Written by: Josh Rosenberg
Primary Source: Joshua M. Rosenberg, September 29, 2017
Over the past few years, I have worked with Jennifer Schmidt and Patrick Beymer to explore student engagement in science using the Experience Sampling Method (ESM). Most recently, we used what scholars have referred to as a “person-in-context” approach, using both ESM and a person-oriented approach.
A figure is helpful for conveying how the person-oriented approach can be used to find common momentary engagement profiles:
We examine how common these profiles are in laboratory activities and on the basis of students’ ability to make choices. These choices are not only about with whom to work or how much time to spend, but also what questions or problems students take up.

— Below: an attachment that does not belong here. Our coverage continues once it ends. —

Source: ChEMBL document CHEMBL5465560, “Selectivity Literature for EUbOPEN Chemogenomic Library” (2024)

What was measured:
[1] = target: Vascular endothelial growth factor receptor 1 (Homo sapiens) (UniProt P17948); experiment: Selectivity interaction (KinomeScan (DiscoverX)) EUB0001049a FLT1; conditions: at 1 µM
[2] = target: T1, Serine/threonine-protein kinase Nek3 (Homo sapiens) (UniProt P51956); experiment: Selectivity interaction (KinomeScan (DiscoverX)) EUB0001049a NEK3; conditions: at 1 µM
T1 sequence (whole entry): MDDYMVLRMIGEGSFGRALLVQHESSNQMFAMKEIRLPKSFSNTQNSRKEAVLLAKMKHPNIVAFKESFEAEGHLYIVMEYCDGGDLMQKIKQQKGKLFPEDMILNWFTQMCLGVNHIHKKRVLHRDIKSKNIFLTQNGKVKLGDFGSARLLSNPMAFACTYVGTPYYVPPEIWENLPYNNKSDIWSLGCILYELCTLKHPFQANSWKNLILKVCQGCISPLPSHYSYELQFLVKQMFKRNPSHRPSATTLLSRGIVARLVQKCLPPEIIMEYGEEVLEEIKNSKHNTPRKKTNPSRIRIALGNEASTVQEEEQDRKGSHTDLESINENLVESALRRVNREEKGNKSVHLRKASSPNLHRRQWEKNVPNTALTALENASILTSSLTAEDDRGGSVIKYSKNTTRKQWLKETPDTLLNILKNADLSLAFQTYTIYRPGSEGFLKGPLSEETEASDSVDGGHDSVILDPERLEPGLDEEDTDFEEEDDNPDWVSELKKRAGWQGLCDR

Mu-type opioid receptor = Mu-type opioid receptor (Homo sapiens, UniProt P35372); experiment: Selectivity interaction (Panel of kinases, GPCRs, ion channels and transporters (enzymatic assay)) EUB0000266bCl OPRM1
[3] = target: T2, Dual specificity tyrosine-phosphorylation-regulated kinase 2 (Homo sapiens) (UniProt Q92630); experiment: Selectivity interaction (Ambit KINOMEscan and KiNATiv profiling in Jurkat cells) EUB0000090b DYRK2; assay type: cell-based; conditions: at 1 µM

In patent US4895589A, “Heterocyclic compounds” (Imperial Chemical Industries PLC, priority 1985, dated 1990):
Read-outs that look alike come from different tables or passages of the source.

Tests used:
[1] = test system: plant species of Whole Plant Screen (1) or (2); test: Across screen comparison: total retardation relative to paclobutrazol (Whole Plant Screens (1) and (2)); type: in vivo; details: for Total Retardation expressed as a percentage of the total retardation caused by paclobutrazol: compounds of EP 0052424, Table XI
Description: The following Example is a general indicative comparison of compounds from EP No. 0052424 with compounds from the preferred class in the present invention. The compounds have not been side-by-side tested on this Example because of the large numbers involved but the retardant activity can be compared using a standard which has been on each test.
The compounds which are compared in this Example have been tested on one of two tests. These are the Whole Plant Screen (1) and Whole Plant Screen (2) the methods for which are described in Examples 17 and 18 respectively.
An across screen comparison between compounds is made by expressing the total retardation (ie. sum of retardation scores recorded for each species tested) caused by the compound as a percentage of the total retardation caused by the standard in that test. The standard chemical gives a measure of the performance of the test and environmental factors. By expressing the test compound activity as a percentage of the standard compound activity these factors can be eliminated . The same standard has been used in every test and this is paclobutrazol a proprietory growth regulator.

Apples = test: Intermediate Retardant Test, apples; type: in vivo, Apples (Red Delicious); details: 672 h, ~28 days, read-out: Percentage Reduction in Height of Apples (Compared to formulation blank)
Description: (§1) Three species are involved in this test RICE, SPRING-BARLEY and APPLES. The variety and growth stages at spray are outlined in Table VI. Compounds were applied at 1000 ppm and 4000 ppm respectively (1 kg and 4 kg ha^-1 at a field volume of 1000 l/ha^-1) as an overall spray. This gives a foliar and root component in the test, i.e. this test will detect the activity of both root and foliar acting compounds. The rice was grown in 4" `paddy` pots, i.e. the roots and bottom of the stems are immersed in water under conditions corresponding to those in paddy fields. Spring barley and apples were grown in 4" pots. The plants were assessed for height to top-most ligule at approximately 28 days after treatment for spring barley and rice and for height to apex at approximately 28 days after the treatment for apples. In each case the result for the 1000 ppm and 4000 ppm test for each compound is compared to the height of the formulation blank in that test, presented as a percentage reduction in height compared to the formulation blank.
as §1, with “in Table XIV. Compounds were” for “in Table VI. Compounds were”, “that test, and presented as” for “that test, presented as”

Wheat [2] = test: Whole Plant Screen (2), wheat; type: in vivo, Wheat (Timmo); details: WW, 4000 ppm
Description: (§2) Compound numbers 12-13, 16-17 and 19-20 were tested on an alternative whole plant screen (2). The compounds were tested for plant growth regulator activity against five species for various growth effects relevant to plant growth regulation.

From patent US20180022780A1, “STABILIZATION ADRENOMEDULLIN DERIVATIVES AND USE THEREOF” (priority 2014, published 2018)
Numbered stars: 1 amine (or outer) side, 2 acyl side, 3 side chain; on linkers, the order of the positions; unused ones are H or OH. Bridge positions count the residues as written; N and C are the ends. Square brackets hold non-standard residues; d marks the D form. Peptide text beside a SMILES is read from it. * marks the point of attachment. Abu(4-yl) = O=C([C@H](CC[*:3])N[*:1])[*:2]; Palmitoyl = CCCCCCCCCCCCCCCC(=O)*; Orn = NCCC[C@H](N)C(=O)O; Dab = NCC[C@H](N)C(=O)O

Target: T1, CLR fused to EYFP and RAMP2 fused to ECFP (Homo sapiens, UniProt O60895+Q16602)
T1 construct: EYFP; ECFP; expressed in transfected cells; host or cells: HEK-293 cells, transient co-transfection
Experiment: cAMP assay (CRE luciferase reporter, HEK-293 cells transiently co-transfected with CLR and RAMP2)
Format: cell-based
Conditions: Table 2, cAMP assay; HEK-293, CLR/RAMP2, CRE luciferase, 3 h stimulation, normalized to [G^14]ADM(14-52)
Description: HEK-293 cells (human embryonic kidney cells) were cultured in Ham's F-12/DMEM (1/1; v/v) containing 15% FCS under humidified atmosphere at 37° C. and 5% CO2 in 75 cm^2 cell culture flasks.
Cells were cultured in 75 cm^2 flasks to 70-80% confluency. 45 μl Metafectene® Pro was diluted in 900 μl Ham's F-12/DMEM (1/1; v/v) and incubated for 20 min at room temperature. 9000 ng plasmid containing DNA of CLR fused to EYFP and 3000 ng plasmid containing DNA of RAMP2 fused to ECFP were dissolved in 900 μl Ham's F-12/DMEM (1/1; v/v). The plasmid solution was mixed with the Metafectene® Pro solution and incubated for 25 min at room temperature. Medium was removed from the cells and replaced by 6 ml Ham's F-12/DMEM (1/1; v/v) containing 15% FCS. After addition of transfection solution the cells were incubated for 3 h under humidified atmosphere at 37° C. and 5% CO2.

A link to the paper, not yet assigned to an issue but available as an early view, is here.
Latest posts by Josh Rosenberg (see all)
- A Shiny interactive web application to quantify how robust inferences are to potential sources of bias (sensitivity analysis) - January 19, 2018
- Outcomes from a self-generated utility value intervention in science (in IJER) - December 30, 2017
- Review of ‘What’s Worth Teaching: Rethinking Curriculum in the Age of Technology’ - November 7, 2017